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Corvus Stone - Corvus Stone Unscrewed CD (album) cover

CORVUS STONE UNSCREWED

Corvus Stone

 

Crossover Prog

4.00 | 206 ratings

From Progarchives.com, the ultimate progressive rock music website

Neu!mann
Prog Reviewer
4 stars The latest-to-date album from Corvus Stone must have surprised a lot of people, and rightfully so. A collection of remixes already, from a band with only two studio albums under its belt? And less than 50-minutes long, after stuffing those earlier CDs almost beyond their digital capacity? Was the Stone finally slowing down and starting to gather moss?

Hardly. The most surprising aspect of the new album is how fresh and invigorating the remixes are, enough to qualify as original compositions. Even more obvious is the evolution of a genuine Corvus Stone identity, beyond the enthusiastic multi-national kitchen sink style defining the band thus far. With three albums now to their credit, it's easier to triangulate an underpinning of an actual group aesthetic, from the typically eye-popping cover art to the ear-friendly warmth of the music itself.

"Ear-Friendly" is guitarist and spokesperson Colin Tench's phrase. He's referring specifically to the dynamic range of the new mix, a vast improvement over the sometimes sterile, studio-confined sound of the earlier albums, in particular the 2012 debut, which supplied the bulk of material for these reboots. The difference can be startling. Listen to the bonus track "Moustaches in Massachusetts", the one song here left more or less untouched from its original incarnation, and then to the completely revamped "Scary Movie/Cinema" medley, for an immediate and dramatic comparison.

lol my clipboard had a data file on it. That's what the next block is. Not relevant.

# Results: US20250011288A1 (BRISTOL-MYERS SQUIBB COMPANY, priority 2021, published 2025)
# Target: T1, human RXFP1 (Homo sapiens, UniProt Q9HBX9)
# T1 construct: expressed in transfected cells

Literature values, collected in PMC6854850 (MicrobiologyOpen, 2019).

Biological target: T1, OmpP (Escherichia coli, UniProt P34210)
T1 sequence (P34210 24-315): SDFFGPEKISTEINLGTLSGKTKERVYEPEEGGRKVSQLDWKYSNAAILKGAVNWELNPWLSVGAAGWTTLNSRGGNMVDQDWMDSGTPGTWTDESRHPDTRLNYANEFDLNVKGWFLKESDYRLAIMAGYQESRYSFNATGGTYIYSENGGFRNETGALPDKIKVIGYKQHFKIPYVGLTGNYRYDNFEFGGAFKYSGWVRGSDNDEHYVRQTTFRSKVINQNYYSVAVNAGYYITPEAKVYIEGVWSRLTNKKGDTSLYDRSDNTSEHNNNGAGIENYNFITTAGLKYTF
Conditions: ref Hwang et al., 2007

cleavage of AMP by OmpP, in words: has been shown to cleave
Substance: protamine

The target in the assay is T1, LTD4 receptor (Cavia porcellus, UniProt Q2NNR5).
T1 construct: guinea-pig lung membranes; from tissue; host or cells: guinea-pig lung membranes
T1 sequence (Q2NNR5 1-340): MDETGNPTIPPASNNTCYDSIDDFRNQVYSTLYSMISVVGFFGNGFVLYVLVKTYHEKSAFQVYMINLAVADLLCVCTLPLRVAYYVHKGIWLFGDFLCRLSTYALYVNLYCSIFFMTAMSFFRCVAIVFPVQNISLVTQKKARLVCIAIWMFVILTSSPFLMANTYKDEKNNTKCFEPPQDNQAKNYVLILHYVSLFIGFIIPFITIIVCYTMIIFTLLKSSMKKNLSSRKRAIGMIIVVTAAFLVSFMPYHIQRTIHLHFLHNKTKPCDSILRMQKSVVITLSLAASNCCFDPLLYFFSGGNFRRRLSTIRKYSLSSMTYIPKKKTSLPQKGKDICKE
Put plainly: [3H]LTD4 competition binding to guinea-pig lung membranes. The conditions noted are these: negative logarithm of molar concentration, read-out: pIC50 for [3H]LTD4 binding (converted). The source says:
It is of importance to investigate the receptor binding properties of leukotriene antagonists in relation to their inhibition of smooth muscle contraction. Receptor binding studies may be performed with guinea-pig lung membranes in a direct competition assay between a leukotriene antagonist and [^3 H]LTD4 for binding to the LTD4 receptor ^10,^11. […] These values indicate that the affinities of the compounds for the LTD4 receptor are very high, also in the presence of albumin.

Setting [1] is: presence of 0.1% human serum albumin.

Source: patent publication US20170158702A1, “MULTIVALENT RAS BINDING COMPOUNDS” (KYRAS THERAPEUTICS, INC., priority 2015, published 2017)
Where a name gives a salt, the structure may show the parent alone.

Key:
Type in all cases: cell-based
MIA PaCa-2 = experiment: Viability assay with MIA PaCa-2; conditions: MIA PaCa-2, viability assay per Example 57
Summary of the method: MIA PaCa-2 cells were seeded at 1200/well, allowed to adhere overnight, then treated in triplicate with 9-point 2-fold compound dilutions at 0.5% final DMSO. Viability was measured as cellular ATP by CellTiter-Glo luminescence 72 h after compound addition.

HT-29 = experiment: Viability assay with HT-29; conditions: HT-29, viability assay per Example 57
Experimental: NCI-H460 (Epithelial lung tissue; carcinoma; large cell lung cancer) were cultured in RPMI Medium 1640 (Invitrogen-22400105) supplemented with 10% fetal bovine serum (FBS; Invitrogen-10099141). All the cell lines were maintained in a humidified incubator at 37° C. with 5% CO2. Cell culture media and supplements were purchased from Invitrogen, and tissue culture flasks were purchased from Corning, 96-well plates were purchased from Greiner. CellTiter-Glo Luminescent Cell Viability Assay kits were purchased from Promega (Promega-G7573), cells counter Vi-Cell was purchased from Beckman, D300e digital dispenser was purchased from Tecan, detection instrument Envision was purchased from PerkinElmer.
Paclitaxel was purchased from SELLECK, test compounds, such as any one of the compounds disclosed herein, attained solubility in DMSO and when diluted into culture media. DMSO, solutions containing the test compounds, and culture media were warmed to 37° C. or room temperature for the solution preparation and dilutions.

The same ear-friendliness applies to the music also, and in particular to the new tunes (yes, there are newer tunes, comprising a third of the album). I would hesitate to use a word like 'maturity' when describing songs with titles like "Joukahainen Without Chips" or "Pack Up Your Truffles", but there's an organic richness to the writing and performances that at last fulfills the potential of the band's earlier efforts. Not for nothing does the album open with a track titled "Brand New Day".

All the players shine, and it's very much a group undertaking. But Colin Tench's classic rock guitarmanship is worth singling out, capable of moving with ease from Arena Rock extroversion to unplugged intimacy, often in the space of a few bars. This project actually began as an acoustic set, but in typical Corvus Stone fashion mutated quickly into something else entirely.

"Unscrewed" is (so far) only available as a digital download, and free of charge to anyone who bought an earlier Stone album: a gesture of uncomplicated goodwill almost unknown in musical commerce. The one string attached is a warning to consumers: "Don't try to lie to us, or we will send Mike Portnoy, Lars Ulrich and Lemmy to hunt you down!" That's a direct quote from the Corvus Stone Bandcamp page, and a frightening threat if you really think about it. Did someone say Scary Movie..?

Tench calls the freebie a gift to fans. But really the album is a present to everyone, offered with disarming modesty and a refreshing lack of hyperbolic bows or ribbons. In retrospect the first two albums were only works-in-progress: calling cards announcing the headline act to follow. If true, here's a sign that the band is now ready to take the main stage. Ladies and Gentlemen...presenting Corvus Stone.

Neu!mann | 4/5 |

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